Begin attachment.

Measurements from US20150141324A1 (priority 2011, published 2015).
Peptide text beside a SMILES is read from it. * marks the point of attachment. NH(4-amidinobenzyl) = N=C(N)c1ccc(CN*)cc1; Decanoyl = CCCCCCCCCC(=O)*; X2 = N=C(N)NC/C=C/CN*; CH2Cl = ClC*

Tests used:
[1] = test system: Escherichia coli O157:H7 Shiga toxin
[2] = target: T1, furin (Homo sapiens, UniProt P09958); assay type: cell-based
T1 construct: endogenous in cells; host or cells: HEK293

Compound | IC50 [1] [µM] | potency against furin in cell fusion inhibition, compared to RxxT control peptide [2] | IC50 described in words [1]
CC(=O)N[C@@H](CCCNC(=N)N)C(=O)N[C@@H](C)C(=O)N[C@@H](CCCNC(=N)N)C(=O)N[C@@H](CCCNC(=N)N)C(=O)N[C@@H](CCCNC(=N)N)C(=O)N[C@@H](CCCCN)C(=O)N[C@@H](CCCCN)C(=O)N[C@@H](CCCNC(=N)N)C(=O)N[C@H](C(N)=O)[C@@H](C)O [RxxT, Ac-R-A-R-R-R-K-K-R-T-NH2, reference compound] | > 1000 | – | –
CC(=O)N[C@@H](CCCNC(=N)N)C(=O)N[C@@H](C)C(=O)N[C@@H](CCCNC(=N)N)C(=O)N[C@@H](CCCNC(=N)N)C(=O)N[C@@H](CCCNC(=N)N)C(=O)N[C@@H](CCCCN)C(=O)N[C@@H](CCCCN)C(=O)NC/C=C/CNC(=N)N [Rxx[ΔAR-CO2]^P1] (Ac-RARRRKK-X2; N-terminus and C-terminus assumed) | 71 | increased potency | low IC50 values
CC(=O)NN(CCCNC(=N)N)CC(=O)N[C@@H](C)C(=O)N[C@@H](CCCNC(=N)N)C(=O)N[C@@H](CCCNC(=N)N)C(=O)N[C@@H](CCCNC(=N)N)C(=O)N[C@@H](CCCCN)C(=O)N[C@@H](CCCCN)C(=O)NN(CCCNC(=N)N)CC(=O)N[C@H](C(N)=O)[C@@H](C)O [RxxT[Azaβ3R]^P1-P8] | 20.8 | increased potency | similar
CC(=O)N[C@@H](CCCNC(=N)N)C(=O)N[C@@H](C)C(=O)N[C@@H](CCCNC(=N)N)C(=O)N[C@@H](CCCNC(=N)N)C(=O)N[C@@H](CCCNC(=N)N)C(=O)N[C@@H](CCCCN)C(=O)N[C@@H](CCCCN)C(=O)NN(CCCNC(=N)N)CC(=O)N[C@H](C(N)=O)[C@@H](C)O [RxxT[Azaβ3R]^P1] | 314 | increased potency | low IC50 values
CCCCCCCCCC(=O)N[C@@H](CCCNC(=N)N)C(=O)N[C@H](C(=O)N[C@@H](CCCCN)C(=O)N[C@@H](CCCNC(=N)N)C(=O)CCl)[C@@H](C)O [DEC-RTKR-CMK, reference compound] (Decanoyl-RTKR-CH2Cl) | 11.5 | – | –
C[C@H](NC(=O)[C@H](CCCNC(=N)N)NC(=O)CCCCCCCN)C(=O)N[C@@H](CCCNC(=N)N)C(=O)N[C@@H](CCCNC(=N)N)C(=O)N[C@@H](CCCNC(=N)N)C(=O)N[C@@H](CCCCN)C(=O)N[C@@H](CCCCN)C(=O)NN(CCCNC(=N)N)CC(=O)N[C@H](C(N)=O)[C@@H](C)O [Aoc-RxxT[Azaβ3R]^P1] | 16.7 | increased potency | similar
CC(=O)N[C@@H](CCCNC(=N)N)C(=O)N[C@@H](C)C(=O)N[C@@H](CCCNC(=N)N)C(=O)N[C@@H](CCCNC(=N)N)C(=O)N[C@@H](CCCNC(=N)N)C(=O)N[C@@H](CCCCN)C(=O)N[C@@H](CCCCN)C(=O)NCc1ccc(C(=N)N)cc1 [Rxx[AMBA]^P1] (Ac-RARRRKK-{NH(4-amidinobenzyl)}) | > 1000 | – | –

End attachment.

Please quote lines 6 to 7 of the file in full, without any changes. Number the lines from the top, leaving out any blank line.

T1 construct: endogenous in cells; host or cells: HEK293

Compound | IC50 [1] [µM] | potency against furin in cell fusion inhibition, compared to RxxT control peptide [2] | IC50 described in words [1]